The Seacoast Science Center in Rye is now handling marine mammal rescue duties in coastal New Hampshire. The center has joined the National Oceanic and Atmospheric Administration's marine mammal stranding network. The partnership began Jan. 1, but the busy season is likely to start this spring as seal pup season begins. Humans are more likely to encounter seals and seal pups on the beach at this time of year. The center reminds residents that most seals they encounter on beaches are not in danger. The center manages a 24-hour hotline for calls about animals that do appear in peril.
The state should see some relief today thanks to a cold front set to move in last night from Ontario and Quebec. National Weather Service meteorologist Michael Cempa says the most recent heat wave was caused by something called a ‘Bermuda High.’ That’s when a high pressure system parks along the western Atlantic.
New Hampshire gillnet fishermen are relieved to learn that the National Oceanic and Atmospheric Administration (NOAA) has postponed a temporary closure of the gillnet fishery on the Gulf of Maine.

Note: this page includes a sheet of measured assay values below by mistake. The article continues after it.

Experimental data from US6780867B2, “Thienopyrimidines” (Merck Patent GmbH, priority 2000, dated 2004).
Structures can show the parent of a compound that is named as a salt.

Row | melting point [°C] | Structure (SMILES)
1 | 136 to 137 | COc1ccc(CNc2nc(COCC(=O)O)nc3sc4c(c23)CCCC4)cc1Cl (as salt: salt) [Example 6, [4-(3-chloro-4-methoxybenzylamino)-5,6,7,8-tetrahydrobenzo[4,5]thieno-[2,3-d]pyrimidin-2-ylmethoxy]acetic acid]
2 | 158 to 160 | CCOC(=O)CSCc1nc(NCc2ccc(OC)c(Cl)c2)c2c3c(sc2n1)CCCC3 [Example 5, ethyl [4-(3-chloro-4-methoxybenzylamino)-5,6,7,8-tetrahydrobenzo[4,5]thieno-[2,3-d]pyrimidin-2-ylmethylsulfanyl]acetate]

In the original plan, the gillnet fishery would have been shut down in October and November, the two most profitable months of the year. And New Hampshire fishermen were not happy. Now, they will be allowed to continue fishing until the new closure dates of February through March.
New Hampshire fishermen facing cuts and closures imposed on them because of declining fish populations say regulators are putting them out of business. Thursday those fishermen learned that they might get some financial relief. The federal government has declared a disaster in the New England Ground-fish fishery.
The National Oceanic and Atmospheric Administration has announced cuts to the catch limits on Atlantic Cod for the 2012 fishing year. But New Hampshire fishermen got a reprieve, since the cuts could have been much worse.